Phatware's CalliGrapher 6.6
It will be considered perhaps the most difficult sell we could find. Bestow
the virtues of a keyboard on to a Pocket PC user and you find accessories hauled
around and neatly assembled 'on demand'... they in essence attempt to build
themselves a Handheld PC. Which they will then assemble onto the nearest table
and fold ceremoniously away when it is time to move on.
You bet. Microsoft wants us to believe that the keyboard is becoming a legacy
device, and with that regard. So do PhatWare.
At its heart Calligrapher is a handwriting recognition engine but it is so
much more than just that, and this is what adds to making it an equally useful
tool on the H/PC.
PenCommander makes use of its own macro scripting language which allows for the creation of very Simple text entry and automation scripts, right up to some surprisingly complex and even ingenious system and application control macros.
At its most elementary level PenCommander can be used to simplify the use of
some of the most common articles of literary include that you may encounter.
You postal address being the prime example.
Other time savers that are immediately obvious are Internet address prefix's
(ftp:// and http://www.) or indeed an entire Internet address. Write 'bank'
on the screen and encircle it in the activation ring to have your eBank brought
up. More personal uses can be readily found in the use of letter headers and
letter sign off.
When it comes to really making use of the power afforded by the macro features
of PenCommander, the macro scripts are limited only by your imagination.
As an example of this, take the forums here on HPC:Factor. To log in to the forum on a HVGA clamshell you have to carry out the following:
You are now logged into the forum.
Using PenCommander this process can be completely automated using a Macro script similar to the following (Note: This bypasses step 6 and 7 from above)
The above code should be relatively easy to follow. Calligrapher opens Pocket
Internet Explorer, then after a 2000 millisecond (2 second) delay, uses the
screen coordinate 483x12 to virtually 'tap' the screen.
Using a PenCommander action, for example "hpcforum". You can use
this saved code as a shortcut to directly log into the site.
One feature of Calligrapher that I neither anticipated to be part of the program nor in the same light would have thought useful is RiteCalc. RiteCalc is an extension of PenCommander, which allows you to write a mathematical calculation directly onto the screen. It will then be run through the recognition engine, which will take the equation and output a representation of the calculation and the answer in to any selected text field. Numbers containing up to seven digits proceeding and two digits succeeding the decimal place can be input and output. Calculations can be written using +, -, x, /, *, :, ÷ and should all end with the = sign. Calligrapher sees the equation followed by the equals sign and performs the calculation.
The handwriting recognition engine is designed to interpret print, cursive
and combinations of the two writing styles. Like all such technologies the more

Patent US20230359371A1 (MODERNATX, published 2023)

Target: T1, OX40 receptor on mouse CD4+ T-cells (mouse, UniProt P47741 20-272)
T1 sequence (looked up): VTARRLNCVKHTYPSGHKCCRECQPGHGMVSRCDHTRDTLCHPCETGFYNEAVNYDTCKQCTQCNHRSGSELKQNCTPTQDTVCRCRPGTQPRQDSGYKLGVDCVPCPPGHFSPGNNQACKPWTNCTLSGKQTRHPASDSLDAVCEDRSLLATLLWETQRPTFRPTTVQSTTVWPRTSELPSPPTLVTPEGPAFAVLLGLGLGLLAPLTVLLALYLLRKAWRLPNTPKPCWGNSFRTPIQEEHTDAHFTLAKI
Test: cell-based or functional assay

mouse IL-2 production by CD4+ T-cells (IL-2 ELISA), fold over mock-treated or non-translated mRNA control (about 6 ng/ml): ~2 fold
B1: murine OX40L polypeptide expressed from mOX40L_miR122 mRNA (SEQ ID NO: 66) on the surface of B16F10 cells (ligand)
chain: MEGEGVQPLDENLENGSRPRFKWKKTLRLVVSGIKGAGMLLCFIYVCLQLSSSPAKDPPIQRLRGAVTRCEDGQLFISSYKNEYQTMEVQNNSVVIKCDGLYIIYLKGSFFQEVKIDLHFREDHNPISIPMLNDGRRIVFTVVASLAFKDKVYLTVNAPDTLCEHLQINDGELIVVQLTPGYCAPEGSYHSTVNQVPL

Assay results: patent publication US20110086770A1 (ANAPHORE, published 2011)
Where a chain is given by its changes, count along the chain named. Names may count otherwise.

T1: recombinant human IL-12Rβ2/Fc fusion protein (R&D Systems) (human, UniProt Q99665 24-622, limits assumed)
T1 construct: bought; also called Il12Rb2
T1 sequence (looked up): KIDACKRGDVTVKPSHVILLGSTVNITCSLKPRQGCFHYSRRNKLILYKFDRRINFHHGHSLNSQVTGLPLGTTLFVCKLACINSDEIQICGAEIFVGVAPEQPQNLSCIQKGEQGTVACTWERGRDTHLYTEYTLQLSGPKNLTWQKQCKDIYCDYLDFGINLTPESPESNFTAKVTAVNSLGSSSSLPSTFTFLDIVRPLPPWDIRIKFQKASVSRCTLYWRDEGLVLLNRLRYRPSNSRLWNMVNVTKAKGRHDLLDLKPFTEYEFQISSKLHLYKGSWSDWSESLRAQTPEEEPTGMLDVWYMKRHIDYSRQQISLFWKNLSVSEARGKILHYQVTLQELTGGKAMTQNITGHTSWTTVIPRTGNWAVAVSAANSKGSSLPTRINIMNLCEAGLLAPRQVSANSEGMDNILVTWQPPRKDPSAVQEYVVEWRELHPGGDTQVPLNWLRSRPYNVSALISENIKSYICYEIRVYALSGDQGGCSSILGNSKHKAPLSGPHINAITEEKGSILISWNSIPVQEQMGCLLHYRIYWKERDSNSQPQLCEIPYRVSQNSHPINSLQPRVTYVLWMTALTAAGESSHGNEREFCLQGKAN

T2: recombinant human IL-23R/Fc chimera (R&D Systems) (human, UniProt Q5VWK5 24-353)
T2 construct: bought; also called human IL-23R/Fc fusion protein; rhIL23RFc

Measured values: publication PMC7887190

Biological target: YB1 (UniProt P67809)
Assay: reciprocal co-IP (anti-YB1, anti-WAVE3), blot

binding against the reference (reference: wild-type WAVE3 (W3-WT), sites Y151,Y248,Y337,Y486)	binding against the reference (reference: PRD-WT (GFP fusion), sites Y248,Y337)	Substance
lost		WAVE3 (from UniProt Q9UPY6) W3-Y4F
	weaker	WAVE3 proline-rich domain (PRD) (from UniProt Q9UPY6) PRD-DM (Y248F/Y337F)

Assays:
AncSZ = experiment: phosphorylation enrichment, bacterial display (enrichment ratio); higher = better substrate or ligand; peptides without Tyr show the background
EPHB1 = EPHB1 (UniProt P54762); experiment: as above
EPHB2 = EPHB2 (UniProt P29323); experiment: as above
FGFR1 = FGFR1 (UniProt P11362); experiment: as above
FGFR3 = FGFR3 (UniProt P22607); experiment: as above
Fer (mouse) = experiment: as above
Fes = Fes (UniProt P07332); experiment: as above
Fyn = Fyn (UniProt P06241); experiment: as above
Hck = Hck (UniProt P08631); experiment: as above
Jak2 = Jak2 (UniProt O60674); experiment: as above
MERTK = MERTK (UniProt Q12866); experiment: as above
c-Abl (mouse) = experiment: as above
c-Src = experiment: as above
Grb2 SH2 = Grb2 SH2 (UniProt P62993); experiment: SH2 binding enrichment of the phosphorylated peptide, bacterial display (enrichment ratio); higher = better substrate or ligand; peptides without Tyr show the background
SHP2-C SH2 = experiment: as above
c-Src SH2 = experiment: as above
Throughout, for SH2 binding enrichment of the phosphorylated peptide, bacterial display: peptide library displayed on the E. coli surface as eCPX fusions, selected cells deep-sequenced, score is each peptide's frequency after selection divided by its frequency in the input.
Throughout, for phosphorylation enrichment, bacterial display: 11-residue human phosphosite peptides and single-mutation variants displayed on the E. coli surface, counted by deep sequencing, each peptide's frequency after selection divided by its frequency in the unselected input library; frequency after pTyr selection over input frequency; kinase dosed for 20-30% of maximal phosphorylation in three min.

you use it the more accurate the output becomes. Out of the box the default
recognition quality is fairly accurate. Personally I have found one or two problems
in unconditional interpretation. Admittedly a lot of this comes down to some
of my more quirky character styles (Notably my lower case F, which doesn't even
feature in the shape selector - part of the recognition customisation process).
The Calligrapher package is expansive in its features, containing considerably more than can be covered in this review. To demonstrate this, just enable all the options in the Icons settings dialogue. Calligrapher will happily to take up a good chunk of your Handheld PCs taskbar with application shortcuts, giving you an idea of how featured the package is.
Other pats of Calligrapher not covered here are the ScratchPad, which allows
for note taking and drawings to be saved to a file. Later, using PhatWare's
deferred recognition technology. The file can be transcribed at another time.
Another facility that is of explicit use to Handheld PC users is the Screen Orientation Selector. This is simply one of the available tray icons, which isn't enabled by default. It provides a single tap interface which allows you to change the writing angle through six phases. By changing the input angle you can alter the angle of your pen input, which is exceptionally useful on a HVGA device where there is a keyboard where your hand wants to be.
Orientation modes have been provided to make input easier for right and left handed users as well as allowing you to flip the device around completely. Unfortunately the corrector features of Calligrapher only work in three of the available six modes. Meaning if you need to make corrections using the advanced spell checker services you need to change back to a more ordinary orientation.
When it comes to customer care, PhatWare's technical support is fantastically efficient, demonstrating time after time during our numerous PhatWare reviews over the years, their commitment to customers. With anonymous test email receiving a human reply in an astonishing 10 minutes.
Calligrapher 6.6 is an exceptionally well-groomed application, having received a lot of careful work from PhatWare over its many years in production. On device documentation is provided through Windows CE help, and provides a good reference point as well as covers the basics. A comprehensive PDF manual is also available, along with official support forums. So if you are stuck, you are unlikely to be for long.
The application costs $39.95 USD (£21 GBP, €30 EUD, ¥4200 JPY
est.), which unfortunately is $10 USD more than its Pocket PC counterpart.
Windows CE 1.0 and above
CalliGrapher can be found at the following URL.
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